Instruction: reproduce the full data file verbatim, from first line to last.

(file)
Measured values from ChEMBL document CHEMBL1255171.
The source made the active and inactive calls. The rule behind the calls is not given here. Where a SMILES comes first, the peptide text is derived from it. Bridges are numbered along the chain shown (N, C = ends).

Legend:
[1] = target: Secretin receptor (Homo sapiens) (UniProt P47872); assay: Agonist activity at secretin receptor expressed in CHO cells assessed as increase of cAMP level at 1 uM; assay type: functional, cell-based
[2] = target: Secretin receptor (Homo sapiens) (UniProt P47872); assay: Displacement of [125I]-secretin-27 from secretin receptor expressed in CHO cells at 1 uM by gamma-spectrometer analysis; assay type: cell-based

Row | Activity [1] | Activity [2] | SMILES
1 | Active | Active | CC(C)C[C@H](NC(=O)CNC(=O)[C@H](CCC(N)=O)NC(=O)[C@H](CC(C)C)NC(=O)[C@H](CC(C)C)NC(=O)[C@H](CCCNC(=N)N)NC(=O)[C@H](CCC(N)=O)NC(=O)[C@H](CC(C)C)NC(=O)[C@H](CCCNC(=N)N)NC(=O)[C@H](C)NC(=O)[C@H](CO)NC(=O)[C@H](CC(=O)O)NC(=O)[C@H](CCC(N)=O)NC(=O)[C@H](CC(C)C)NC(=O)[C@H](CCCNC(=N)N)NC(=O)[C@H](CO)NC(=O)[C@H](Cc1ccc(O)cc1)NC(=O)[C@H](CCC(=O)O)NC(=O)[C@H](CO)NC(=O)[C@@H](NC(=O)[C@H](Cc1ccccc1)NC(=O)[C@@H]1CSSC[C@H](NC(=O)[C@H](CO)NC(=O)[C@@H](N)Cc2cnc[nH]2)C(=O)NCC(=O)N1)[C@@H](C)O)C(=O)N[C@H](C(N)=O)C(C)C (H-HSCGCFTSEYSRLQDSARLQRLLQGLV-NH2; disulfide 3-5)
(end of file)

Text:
Measured values from ChEMBL document CHEMBL1255171.
The source made the active and inactive calls. The rule behind the calls is not given here. Where a SMILES comes first, the peptide text is derived from it. Bridges are numbered along the chain shown (N, C = ends).

Legend:
[1] = target: Secretin receptor (Homo sapiens) (UniProt P47872); assay: Agonist activity at secretin receptor expressed in CHO cells assessed as increase of cAMP level at 1 uM; assay type: functional, cell-based
[2] = target: Secretin receptor (Homo sapiens) (UniProt P47872); assay: Displacement of [125I]-secretin-27 from secretin receptor expressed in CHO cells at 1 uM by gamma-spectrometer analysis; assay type: cell-based

Row | Activity [1] | Activity [2] | SMILES
1 | Active | Active | CC(C)C[C@H](NC(=O)CNC(=O)[C@H](CCC(N)=O)NC(=O)[C@H](CC(C)C)NC(=O)[C@H](CC(C)C)NC(=O)[C@H](CCCNC(=N)N)NC(=O)[C@H](CCC(N)=O)NC(=O)[C@H](CC(C)C)NC(=O)[C@H](CCCNC(=N)N)NC(=O)[C@H](C)NC(=O)[C@H](CO)NC(=O)[C@H](CC(=O)O)NC(=O)[C@H](CCC(N)=O)NC(=O)[C@H](CC(C)C)NC(=O)[C@H](CCCNC(=N)N)NC(=O)[C@H](CO)NC(=O)[C@H](Cc1ccc(O)cc1)NC(=O)[C@H](CCC(=O)O)NC(=O)[C@H](CO)NC(=O)[C@@H](NC(=O)[C@H](Cc1ccccc1)NC(=O)[C@@H]1CSSC[C@H](NC(=O)[C@H](CO)NC(=O)[C@@H](N)Cc2cnc[nH]2)C(=O)NCC(=O)N1)[C@@H](C)O)C(=O)N[C@H](C(N)=O)C(C)C (H-HSCGCFTSEYSRLQDSARLQRLLQGLV-NH2; disulfide 3-5)